Box Office Tracking: Monsters Vs. Aliens Is The Widest Non-Summer Release Of All Time

Jeffrey Katzenberg has been the film industry's strongest proponent of 3-D over the past few years, and this weekend his advocacy will start paying dividends for Dreamworks Amimation. Monsters Vs. Aliens will debut with 4,104 playdates. That makes it the 13th-widest release in modern film history, and it becomes the biggest non-summer debut of all-time.


- with summer defined as May 1 – August 30 -

1. 3/27/09 – Monsters Vs. Aliens – 4,104 playdates

2. 11/07/08 – Madagascar 2 – 4,056 playdates

3. 10/01/04 – Shark Tale – 4,016

4. 3/31/06 – Ice Age: The Meltdown – 3,964

5. 3/14/08 – Dr. Suess' Horton Hears A Who – 3,954

Many of those playdates are multiple screen engagements. In fact, MVA will be on over 7,000 screens. Screen counts are generally treated as "state secrets" at studios. Sony was able to secure a reported 10,000 screens for Spider-Man 3 with its 4,252 playdates back in May of 2007 (that's an average of 2.35 screens per playdate). The all-time playdate record still belongs to The Dark Knight last July with 4,366, but TDK's screen count was just over 9,200 (2.1 screens per location). Based on that calculation, Dreamworks/Paramount has on average 1.7 screens at each of its playdates.

This is a big, broad 93 minute family film, not a long, dark comic book opus (Spider-Man 3 was 139 minutes long and The Dark Knight was 152 minutes). The main reason for MVA's high screen count is 3-D. Athough when Katzenberg announced Monsters Vs. Aliens, he envisioned as many as 4,000 3-D screens, the economy has not cooperated, slowing digital conversion and limiting the number of 3-D runs. The final count of actual 3-D engagements is an estimated 2,218 (that includes 143 IMAX 3-D runs).

If you have not seen one of the all-new digital 3-D releases, you must first forget about past experiences with 3-D.  Hollywood's first flirtation was in the 1950's with movies like House of Wax and Bwana Devil. Then during my high school years, the early 1980's, 3-D made a brief resurgence with Friday the Thirteenth: Part 3-D (1982), Jaws 3-D (1983) and Amityville Horror 3-D (1983). The technology hadn't changed. It was  still cardboard glasses with colored cellophane lenses and loads of cheap gimmickry.


Jaws 3-D – $13.4M opening – $45.5M cume

Friday the Thirteenth: Part 3-D – $9.4M opening – $36.7M cume

Amityville 3-D – $2.3M opening – $6.3M cume

This new 3-D technology is very different. It is made possible by digital presentation along with Real-D 3-D added. The cost of converting an individual theatre to 3-D is about $100,000 per screen. That includes digital projection, the most expensive piece at $75,000, the Real-D system, the special screen required and all installation. When Jeffrey Katzenberg planted his 3-D blockbuster Monsters Vs. Aliens on the release calendar two years ago, he could not have anticipated the worldwide economic meltdown.

Instead of exhibitors frantically ramping up digital conversion to show Monsters Vs. Aliens on as many 3-D screens as possible, the frozen credit markets stifled progress. Theatre chains and independent theatres have had trouble securing the financing to undertake conversions, and it is very uphill, even with distributors offering to pay a "virtiual print fee" to help cover the costs.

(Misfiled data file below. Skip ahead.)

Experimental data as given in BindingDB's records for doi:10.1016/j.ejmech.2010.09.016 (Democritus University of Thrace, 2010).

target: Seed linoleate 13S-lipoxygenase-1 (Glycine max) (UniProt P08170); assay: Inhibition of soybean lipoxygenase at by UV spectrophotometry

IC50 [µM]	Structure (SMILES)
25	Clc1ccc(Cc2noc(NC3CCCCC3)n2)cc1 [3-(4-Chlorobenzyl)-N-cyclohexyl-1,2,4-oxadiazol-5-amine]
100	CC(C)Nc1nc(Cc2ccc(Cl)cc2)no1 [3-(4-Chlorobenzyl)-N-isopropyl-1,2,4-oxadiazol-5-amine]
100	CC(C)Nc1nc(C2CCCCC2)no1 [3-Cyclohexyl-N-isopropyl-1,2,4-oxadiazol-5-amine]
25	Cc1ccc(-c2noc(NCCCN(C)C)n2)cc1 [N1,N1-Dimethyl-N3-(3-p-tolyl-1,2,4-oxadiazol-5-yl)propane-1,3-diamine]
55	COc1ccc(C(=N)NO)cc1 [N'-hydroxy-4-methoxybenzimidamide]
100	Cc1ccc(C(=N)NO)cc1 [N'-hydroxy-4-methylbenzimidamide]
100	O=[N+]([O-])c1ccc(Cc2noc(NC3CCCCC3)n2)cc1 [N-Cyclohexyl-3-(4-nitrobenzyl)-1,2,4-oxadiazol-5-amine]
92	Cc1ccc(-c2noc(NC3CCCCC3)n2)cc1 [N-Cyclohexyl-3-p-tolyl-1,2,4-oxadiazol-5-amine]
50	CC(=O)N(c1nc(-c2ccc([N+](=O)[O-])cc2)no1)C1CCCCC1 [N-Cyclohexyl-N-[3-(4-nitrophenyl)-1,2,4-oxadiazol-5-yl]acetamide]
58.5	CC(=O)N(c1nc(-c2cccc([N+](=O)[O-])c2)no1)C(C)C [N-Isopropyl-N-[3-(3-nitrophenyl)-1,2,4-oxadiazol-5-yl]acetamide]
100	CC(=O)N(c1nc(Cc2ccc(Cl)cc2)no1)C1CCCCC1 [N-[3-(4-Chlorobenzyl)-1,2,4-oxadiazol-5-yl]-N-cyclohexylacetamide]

Dreamworks isn't the only studio with a lot riding on the success of Monsters Vs. Aliens. Disney/Pixar's next film Up is in 3-D, then there's the Robert Zemeckis 3-D version of A Christmas Carol for the holidays, and in December, James Cameron's Avatar, his first major wide release since Titanic. There are over 40 major 3-D movies in the pipeline right now. If Monsters Vs. Aliens scores big, it will be a strong incentive for theatre-owners to convert more theatres to digital.

If you are taking the kids to see MVA this weekend, be prepared for a $2-$3.50 upcharge. It may seem outrageous, but soon after you settle into your seat, you will realize that it is worth the extra couple of bucks. Digital 3-D is truly spectacular, and not in a gimmicky way. You just feel like you are in a different world. You'll forget you're wearing the stylish new 3-D glasses, and you can take part in what I think is a major innovation for the industry.

Reviews for Monsters Vs. Aliens are outstanding (73% Fresh on Rotten Tomatoes), and the pre-opening tracking is now sizzling. Given that there is an upcharge on 3-D and a bigger upcharge on 3-D IMAX, I think MVA will beat the $50M-$55M industry expectation. I believe this one will get past $60M by Monday, and, with Easter in two weeks and spring break taking place around the country for school kids, this picture has a real shot at $200M domestic and could surpass Kung Fu Panda's $215M. Worldwide, the cutting edge animated movie will likely exceed $600M.

The new Lionsgate genre pic The Haunting in Connecticut seems destined for mid-teens and a distant second, although word-of-mouth for I Love You Man is very good, and Dreamworks has an outside shot to finish 1-2. The Nic Cage sci-fi thriller Knowing (Summit) is likely to dip more than 50%, while the entertaining Julia Roberts-Clive Owen comedy/mystery Duplicity (Universal) seems as though it will hold more strongly, possibly down just 30%-35% from opening weekend for a second top five finish.


1. NEW – Monsters vs. Aliens (Dreamworks/Paramount) – $60.64M

2. NEW – The Haunting in Connecticut (Lionsgate) – $14.6M

3. I Love You, Man (Dreamworks/Paramount) – $12M4. Knowing (Summit) – $11.8M

5. Duplicity (Universal) – $9.67M

6. NEW – 12 Rounds (Fox) – $8.1M

7. Race To Witch Mountain (Disney) – $7.14M

8. Watchmen (Warner Bros) – $2.58M

9. The Last House On the Left (Rogue) – $2.56M

10. Taken (Fox) – $1.94M